Review article
peer-reviewed

A Systemic Review on the Diagnostic Accuracy of Point-of-Care Ultrasound in Patients With Undifferentiated Shock in the Emergency Department


Author Information

Ingvar Berg Corresponding Author

Emergency Medicine Department, Haaglanden Medical Centre, The Hague, NLD

Kris Walpot

Emergency Medicine Department, University Hospital Leuven, Leuven, BEL

Hein Lamprecht

Division of Emergency Medicine, Stellenbosch University, Cape Town, ZAF

Maxime Valois

Emergency Medicine Department, Hôpital Charleslemoyne, Montreal, CAN

Jean-François Lanctôt

Emergency Medicine Department, Hôpital Charleslemoyne, Montreal, CAN

Nadim Srour

Respiratory Medicine Department, Hôpital Charleslemoyne, Montreal, CAN

Crispijn van den Brand

Emergency Medicine Department, Erasmus Medical Center, Rotterdam, NLD


Ethics Statement and Conflict of Interest Disclosures

Conflicts of interest: In compliance with the ICMJE uniform disclosure form, all authors declare the following: Payment/services info: All authors have declared that no financial support was received from any organization for the submitted work. Financial relationships: All authors have declared that they have no financial relationships at present or within the previous three years with any organizations that might have an interest in the submitted work. Other relationships: All authors have declared that there are no other relationships or activities that could appear to have influenced the submitted work.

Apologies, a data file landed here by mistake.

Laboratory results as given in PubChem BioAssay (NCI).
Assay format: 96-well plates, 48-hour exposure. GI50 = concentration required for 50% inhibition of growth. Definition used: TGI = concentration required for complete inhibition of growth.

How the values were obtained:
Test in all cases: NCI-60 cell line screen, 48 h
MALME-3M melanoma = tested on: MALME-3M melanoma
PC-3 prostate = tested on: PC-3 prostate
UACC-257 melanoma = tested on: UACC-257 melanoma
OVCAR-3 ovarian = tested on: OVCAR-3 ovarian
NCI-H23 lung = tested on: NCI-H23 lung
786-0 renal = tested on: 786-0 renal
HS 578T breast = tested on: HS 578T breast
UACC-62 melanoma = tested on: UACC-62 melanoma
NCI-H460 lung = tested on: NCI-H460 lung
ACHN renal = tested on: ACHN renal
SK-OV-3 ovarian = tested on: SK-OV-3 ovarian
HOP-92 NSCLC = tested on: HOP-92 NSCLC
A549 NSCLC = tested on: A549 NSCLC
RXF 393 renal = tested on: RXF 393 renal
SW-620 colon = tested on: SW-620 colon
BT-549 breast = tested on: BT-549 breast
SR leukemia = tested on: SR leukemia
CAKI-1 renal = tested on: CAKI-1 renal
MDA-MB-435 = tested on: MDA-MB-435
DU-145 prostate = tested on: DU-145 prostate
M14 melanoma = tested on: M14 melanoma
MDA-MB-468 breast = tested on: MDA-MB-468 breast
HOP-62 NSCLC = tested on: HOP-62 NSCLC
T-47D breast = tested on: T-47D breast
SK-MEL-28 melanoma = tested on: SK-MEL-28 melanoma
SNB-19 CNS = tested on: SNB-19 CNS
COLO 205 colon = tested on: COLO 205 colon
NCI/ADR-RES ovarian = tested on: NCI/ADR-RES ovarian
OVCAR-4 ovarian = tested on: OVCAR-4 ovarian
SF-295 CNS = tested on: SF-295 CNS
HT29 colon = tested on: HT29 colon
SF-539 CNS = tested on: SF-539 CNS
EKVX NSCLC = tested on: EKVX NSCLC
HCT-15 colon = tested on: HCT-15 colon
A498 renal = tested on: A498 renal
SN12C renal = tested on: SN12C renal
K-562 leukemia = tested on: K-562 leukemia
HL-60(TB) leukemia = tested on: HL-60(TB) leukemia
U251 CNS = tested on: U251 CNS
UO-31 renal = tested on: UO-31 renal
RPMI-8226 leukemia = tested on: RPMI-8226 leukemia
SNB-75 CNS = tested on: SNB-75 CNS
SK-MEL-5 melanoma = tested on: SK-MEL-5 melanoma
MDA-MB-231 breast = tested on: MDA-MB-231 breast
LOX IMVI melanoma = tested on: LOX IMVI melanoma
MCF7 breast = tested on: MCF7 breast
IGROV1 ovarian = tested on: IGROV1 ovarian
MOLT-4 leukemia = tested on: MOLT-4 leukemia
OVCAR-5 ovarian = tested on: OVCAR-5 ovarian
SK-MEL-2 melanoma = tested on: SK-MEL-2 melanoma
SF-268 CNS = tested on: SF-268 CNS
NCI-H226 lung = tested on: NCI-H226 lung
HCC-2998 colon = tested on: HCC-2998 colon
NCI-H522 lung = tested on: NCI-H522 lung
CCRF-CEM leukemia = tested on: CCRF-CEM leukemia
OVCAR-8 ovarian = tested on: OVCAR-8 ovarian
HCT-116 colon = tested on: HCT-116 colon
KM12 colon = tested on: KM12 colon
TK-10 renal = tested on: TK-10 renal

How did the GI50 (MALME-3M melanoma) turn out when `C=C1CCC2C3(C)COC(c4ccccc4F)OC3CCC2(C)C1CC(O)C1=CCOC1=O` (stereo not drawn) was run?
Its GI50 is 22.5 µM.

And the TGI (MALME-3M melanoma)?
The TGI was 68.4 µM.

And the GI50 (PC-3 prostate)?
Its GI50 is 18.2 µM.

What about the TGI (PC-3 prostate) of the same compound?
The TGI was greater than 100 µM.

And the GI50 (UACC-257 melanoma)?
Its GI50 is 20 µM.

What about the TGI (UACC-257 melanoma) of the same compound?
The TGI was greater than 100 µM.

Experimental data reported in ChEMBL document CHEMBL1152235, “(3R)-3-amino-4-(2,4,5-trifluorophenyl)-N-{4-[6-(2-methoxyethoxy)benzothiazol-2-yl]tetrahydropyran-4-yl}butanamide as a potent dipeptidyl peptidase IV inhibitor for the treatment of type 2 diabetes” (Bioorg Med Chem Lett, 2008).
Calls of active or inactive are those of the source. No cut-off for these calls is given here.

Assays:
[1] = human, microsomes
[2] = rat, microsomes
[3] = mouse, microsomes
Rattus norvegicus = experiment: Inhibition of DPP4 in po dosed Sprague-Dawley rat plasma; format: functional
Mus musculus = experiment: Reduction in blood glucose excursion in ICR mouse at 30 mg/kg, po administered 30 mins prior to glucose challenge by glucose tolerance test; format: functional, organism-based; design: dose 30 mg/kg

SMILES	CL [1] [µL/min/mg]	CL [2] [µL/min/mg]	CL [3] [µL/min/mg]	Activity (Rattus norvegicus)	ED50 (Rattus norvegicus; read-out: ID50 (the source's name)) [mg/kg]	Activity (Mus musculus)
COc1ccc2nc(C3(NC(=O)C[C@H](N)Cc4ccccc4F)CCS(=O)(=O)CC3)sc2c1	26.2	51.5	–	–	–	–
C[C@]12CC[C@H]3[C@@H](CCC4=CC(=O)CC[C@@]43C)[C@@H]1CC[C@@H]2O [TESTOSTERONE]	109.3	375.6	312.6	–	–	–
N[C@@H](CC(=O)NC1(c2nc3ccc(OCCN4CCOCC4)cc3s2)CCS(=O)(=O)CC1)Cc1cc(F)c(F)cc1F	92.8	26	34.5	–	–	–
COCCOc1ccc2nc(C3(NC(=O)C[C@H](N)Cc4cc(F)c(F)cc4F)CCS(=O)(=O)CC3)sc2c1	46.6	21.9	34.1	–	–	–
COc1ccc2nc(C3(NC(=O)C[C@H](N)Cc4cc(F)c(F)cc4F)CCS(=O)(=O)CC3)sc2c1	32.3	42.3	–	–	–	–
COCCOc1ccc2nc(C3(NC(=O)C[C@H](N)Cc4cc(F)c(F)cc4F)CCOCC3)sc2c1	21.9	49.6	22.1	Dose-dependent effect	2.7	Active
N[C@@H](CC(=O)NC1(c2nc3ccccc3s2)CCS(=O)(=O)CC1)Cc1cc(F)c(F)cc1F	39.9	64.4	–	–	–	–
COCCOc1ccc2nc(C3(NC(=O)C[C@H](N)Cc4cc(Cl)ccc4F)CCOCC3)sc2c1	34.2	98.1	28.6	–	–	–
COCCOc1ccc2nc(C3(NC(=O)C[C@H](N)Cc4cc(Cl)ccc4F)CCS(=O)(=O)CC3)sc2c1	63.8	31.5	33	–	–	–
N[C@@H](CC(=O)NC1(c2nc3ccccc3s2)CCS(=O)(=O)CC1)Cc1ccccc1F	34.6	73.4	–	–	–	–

Acknowledgements

The first two authors in this systematic review (IB and KW) contributed equally to this manuscript. We also want to acknowledge Thomas Vissers for his contribution to our search strategy and search of relevant databases.



Review article
peer-reviewed

A Systemic Review on the Diagnostic Accuracy of Point-of-Care Ultrasound in Patients With Undifferentiated Shock in the Emergency Department